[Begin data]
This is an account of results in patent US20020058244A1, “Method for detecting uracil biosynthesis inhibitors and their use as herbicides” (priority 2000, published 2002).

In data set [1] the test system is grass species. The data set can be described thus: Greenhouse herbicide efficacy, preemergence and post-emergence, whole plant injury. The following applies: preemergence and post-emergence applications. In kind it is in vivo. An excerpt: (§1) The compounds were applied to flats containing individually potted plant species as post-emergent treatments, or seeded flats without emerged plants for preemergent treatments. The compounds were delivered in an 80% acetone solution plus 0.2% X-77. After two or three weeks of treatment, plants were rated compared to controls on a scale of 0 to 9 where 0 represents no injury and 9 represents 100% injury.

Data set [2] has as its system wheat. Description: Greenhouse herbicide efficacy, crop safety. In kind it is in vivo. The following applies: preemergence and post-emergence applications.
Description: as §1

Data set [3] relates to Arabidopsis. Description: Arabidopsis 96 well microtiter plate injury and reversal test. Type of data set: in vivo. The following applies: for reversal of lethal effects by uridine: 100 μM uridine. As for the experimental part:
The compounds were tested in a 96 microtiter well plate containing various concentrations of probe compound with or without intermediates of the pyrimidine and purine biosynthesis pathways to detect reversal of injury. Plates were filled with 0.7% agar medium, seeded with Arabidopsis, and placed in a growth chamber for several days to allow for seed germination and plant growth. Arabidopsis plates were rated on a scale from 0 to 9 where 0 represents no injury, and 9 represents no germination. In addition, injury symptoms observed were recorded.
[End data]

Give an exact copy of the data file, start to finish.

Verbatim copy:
This is an account of results in patent US20020058244A1, “Method for detecting uracil biosynthesis inhibitors and their use as herbicides” (priority 2000, published 2002).

In data set [1] the test system is grass species. The data set can be described thus: Greenhouse herbicide efficacy, preemergence and post-emergence, whole plant injury. The following applies: preemergence and post-emergence applications. In kind it is in vivo. An excerpt: (§1) The compounds were applied to flats containing individually potted plant species as post-emergent treatments, or seeded flats without emerged plants for preemergent treatments. The compounds were delivered in an 80% acetone solution plus 0.2% X-77. After two or three weeks of treatment, plants were rated compared to controls on a scale of 0 to 9 where 0 represents no injury and 9 represents 100% injury.

Data set [2] has as its system wheat. Description: Greenhouse herbicide efficacy, crop safety. In kind it is in vivo. The following applies: preemergence and post-emergence applications.
Description: as §1

Data set [3] relates to Arabidopsis. Description: Arabidopsis 96 well microtiter plate injury and reversal test. Type of data set: in vivo. The following applies: for reversal of lethal effects by uridine: 100 μM uridine. As for the experimental part:
The compounds were tested in a 96 microtiter well plate containing various concentrations of probe compound with or without intermediates of the pyrimidine and purine biosynthesis pathways to detect reversal of injury. Plates were filled with 0.7% agar medium, seeded with Arabidopsis, and placed in a growth chamber for several days to allow for seed germination and plant growth. Arabidopsis plates were rated on a scale from 0 to 9 where 0 represents no injury, and 9 represents no germination. In addition, injury symptoms observed were recorded.